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Research Papers

A Formal Representation of Function Structure Graphs for Physics-Based Reasoning

[+] Author and Article Information
Chiradeep Sen

Courtesy Faculty School of Mechanical, Industrial, and Manufacturing Engineering,
Oregon State University,
Corvallis, OR 97331
e-mail: csen@engr.orst.edu

Joshua D. Summers

Professor
e-mail: joshua.summers@ces.clemson.edu

Gregory M. Mocko

Associate Professor
e-mail: gmocko@clemson.edu
Department of Mechanical Engineering,
Clemson University,
Clemson, SC 29634-0921

Repository. designengineeringlab.org, accessed on May 16, 2012.

Version downloaded on April 23, 2012.

1Corresponding author.

Contributed by the Petroleum Division of ASME for publication in the Journal of Computing and Information Science in Engineering. Manuscript received November 28, 2011; final manuscript received November 5, 2012; published online April 22, 2013. Assoc. Editor: Ashok K. Goel.

J. Comput. Inf. Sci. Eng 13(2), 021001 (Apr 22, 2013) (13 pages) Paper No: JCISE-11-1465; doi: 10.1115/1.4023167 History: Received November 28, 2011; Revised November 05, 2012

The paper presents a formal representation for modeling function structure graphs in a consistent, grammatically controlled manner, and for performing conservation-based formal reasoning on those models. The representation consists of a hierarchical vocabulary of entities, relations, and attributes, and 33 local grammar rules that permit or prohibit modeling constructs thereby ensuring model consistency. Internal representational consistency is verified by committing the representation to a Protégé web ontology language (OWL) ontology and examining it with the Pellet consistency checker. External representational validity is established by implementing the representation in a Computer Aided Design (CAD) tool and using it to demonstrate that the grammar rules prohibit inconsistent constructs and that the models support physics-based reasoning based on the balance laws of transport phenomena. This representation, including the controlled grammar, can serve, in the future, as a basis for additional reasoning extensions.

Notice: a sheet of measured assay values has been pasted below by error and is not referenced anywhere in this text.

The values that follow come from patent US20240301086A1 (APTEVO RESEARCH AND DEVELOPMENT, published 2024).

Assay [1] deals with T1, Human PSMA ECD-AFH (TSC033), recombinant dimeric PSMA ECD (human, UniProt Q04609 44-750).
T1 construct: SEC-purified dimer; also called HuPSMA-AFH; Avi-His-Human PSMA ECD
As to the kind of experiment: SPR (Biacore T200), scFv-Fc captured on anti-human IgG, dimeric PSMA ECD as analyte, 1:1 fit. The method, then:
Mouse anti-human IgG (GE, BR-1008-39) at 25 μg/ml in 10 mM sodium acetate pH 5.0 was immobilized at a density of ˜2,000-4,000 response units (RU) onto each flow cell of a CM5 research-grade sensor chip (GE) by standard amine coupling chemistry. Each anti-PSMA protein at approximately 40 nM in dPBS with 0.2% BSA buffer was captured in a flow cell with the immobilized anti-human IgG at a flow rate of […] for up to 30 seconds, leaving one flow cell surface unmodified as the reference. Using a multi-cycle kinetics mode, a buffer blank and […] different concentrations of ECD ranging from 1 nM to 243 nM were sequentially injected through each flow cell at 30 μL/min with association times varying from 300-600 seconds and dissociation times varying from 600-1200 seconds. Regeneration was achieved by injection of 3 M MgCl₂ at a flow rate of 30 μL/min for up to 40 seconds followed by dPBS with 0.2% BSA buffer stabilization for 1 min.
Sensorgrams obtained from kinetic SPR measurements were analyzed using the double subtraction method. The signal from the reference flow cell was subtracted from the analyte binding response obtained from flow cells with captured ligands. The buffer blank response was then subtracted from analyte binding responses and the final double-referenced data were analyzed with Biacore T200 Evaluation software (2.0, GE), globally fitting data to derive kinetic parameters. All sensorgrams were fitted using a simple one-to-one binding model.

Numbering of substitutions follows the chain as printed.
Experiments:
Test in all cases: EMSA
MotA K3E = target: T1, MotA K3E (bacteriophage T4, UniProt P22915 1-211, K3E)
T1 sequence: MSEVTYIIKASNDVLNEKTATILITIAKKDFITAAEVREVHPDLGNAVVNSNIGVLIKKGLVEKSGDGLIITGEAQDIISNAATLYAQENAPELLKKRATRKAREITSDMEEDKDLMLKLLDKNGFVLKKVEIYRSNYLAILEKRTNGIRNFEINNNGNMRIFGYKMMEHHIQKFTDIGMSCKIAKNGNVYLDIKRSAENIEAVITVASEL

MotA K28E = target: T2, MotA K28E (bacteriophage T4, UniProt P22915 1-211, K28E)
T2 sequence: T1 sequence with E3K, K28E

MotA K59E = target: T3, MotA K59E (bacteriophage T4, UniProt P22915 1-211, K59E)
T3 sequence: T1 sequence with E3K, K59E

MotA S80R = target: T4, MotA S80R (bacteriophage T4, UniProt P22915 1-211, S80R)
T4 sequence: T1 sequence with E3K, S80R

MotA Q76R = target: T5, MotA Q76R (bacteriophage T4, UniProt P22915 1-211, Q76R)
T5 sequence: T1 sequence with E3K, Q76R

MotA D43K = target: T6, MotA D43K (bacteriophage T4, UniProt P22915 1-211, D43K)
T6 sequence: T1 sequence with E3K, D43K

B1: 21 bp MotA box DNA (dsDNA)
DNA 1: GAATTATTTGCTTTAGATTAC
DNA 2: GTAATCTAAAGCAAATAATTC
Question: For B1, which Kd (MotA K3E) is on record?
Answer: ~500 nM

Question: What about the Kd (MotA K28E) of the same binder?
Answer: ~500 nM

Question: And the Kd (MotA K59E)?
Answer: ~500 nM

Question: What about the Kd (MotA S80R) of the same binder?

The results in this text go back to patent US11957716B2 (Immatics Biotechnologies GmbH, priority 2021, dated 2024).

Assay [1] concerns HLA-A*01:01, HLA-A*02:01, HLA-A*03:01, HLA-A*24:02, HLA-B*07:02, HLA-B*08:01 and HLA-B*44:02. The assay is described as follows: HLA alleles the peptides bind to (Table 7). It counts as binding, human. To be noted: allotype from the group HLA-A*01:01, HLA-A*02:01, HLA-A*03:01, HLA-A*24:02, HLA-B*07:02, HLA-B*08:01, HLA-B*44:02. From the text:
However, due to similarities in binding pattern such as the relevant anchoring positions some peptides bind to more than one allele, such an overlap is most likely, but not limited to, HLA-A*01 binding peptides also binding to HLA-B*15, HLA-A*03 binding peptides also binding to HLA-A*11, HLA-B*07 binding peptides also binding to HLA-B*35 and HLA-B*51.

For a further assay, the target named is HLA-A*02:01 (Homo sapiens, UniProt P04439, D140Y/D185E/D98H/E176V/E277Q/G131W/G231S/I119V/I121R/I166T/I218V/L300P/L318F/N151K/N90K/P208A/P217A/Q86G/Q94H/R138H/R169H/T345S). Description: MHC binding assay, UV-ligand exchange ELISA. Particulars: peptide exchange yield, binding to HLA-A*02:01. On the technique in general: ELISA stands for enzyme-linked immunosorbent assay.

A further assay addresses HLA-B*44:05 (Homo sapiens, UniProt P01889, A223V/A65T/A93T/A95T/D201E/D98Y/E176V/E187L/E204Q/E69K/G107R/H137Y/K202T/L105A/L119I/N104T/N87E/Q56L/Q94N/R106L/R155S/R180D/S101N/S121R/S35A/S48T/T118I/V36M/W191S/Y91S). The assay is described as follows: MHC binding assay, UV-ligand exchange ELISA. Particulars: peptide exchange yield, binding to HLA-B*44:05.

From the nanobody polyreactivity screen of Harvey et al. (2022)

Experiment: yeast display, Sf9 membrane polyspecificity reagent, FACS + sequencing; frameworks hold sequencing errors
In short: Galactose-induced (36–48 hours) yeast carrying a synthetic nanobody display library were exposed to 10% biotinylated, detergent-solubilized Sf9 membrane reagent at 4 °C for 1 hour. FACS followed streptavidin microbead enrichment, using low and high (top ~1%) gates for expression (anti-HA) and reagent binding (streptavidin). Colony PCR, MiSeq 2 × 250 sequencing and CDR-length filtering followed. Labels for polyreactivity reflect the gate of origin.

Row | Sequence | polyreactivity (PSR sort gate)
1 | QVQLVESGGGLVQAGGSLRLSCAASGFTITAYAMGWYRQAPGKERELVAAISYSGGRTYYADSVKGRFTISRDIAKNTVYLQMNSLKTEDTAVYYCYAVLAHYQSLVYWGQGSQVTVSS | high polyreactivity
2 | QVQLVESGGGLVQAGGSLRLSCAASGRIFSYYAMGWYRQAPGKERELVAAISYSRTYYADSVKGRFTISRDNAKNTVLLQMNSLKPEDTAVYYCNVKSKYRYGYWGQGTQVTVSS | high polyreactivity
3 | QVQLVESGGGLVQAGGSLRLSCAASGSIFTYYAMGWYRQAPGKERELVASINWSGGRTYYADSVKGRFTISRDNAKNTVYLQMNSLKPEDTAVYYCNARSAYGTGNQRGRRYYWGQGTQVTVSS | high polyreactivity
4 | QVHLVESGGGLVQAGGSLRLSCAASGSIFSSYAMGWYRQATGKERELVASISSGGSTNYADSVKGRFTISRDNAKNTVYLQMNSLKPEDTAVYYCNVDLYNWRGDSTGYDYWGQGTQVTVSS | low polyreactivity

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References

Figures

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Fig. 1

Illustration of model-level inconsistencies allowed by the lack of formalism [21]

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Fig. 2

An intentionally inconsistent Function-CAD model

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Fig. 3

Error report from the Function-CAD model

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Fig. 4

Entity-relation-attribute model of the vocabulary

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Fig. 5

Asserted ontology version of the representation

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Fig. 6

Result of consistency checking of the representation (consistent)

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Fig. 7

Validation of modeling and reasoning using software implementation

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